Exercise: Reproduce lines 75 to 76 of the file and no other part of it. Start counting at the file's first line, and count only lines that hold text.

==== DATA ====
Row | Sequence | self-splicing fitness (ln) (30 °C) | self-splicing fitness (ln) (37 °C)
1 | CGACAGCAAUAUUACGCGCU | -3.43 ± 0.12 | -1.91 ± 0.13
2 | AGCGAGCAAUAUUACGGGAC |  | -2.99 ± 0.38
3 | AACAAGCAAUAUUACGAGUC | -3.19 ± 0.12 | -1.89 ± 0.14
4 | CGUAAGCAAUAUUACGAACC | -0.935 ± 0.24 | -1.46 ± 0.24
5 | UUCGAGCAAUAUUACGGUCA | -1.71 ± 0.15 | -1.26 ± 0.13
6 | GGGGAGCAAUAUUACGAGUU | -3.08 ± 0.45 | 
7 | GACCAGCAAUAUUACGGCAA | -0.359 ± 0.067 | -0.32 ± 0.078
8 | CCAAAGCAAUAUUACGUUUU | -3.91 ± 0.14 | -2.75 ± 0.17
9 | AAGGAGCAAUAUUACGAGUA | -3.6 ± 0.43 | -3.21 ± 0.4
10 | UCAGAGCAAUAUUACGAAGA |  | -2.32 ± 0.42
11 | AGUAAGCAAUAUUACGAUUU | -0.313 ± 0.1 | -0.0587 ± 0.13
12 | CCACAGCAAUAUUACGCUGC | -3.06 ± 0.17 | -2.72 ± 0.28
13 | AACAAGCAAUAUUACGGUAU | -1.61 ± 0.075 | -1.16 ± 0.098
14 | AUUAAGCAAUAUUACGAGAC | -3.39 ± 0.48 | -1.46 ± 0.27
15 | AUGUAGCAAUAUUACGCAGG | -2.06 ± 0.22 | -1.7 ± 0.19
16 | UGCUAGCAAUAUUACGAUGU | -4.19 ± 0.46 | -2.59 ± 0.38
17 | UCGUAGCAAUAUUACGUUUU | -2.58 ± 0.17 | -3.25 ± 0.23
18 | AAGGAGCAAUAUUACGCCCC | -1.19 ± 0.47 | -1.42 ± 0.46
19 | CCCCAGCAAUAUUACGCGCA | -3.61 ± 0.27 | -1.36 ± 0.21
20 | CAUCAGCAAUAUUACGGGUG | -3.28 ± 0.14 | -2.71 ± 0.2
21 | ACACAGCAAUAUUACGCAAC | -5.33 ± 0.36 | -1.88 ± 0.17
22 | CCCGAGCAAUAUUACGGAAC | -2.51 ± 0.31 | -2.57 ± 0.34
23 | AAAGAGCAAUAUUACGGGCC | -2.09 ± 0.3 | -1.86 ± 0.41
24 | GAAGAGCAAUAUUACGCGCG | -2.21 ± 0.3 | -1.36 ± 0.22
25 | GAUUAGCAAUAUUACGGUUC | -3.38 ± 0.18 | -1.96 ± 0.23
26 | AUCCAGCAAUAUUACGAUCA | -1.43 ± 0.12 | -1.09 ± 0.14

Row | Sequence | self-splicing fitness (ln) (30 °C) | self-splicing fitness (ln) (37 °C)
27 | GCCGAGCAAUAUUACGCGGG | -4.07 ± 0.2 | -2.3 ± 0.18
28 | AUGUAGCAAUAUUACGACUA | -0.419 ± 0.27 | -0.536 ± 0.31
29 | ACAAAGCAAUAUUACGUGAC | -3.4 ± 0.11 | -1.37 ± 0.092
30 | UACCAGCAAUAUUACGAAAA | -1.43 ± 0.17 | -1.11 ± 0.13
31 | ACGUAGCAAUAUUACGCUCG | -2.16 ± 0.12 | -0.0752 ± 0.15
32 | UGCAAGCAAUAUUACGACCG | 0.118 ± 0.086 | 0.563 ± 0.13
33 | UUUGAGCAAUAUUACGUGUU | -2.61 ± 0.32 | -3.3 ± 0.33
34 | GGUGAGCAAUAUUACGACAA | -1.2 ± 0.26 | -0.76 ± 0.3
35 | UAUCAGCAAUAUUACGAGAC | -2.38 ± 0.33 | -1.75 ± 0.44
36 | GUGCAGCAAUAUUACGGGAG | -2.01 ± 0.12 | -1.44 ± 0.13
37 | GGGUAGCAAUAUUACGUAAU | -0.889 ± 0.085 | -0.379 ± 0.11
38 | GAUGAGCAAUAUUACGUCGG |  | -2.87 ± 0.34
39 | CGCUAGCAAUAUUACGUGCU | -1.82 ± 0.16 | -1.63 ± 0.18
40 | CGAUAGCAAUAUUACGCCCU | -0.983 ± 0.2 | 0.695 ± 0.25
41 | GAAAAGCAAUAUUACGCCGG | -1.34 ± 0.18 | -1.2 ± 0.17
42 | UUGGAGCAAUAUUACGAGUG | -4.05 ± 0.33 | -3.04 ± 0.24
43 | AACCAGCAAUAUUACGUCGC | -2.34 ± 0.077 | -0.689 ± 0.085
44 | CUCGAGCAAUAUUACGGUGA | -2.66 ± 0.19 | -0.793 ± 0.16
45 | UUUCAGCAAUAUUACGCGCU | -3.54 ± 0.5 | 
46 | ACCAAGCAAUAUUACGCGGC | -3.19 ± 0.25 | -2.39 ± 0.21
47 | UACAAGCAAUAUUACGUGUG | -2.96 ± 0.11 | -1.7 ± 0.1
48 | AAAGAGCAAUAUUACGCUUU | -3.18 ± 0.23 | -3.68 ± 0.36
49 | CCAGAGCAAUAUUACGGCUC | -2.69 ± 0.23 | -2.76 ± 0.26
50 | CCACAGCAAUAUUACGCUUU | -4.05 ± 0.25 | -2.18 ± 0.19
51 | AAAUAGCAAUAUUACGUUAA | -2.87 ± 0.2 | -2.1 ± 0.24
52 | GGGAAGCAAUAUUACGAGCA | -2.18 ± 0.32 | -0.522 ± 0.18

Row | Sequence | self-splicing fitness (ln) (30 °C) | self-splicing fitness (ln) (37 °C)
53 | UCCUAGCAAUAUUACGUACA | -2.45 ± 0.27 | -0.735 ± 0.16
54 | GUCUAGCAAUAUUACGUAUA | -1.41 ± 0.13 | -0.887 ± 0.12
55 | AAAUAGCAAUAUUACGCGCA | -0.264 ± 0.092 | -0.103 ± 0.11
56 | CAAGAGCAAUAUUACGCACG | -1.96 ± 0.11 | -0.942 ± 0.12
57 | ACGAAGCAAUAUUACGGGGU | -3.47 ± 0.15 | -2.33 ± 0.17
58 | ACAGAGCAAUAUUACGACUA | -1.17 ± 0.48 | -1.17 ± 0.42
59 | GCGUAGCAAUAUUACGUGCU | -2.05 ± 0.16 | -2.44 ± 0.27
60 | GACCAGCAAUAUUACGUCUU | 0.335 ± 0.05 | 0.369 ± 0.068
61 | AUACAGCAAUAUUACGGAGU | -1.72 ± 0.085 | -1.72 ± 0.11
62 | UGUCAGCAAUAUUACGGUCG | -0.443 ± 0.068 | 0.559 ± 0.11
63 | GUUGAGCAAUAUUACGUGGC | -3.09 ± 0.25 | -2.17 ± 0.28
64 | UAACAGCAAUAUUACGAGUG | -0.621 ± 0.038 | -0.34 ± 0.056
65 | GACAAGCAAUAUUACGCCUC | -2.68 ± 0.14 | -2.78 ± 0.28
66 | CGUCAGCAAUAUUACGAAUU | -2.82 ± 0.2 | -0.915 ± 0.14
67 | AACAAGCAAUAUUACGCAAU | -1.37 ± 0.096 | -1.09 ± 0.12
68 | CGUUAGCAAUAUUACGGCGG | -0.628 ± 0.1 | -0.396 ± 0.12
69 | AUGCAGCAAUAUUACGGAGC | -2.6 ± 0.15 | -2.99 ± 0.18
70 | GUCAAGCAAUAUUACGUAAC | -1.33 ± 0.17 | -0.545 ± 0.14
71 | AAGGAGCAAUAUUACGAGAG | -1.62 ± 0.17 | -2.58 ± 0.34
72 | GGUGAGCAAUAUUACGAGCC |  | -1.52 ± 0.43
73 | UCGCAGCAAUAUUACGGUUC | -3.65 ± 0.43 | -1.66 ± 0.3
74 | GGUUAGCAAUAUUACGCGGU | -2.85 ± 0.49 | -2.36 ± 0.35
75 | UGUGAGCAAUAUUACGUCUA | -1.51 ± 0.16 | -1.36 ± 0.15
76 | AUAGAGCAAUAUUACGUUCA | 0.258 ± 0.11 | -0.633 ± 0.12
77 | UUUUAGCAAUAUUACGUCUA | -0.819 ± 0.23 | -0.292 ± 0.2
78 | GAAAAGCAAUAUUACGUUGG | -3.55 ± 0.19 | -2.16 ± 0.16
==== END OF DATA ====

72 | GGUGAGCAAUAUUACGAGCC |  | -1.52 ± 0.43
73 | UCGCAGCAAUAUUACGGUUC | -3.65 ± 0.43 | -1.66 ± 0.3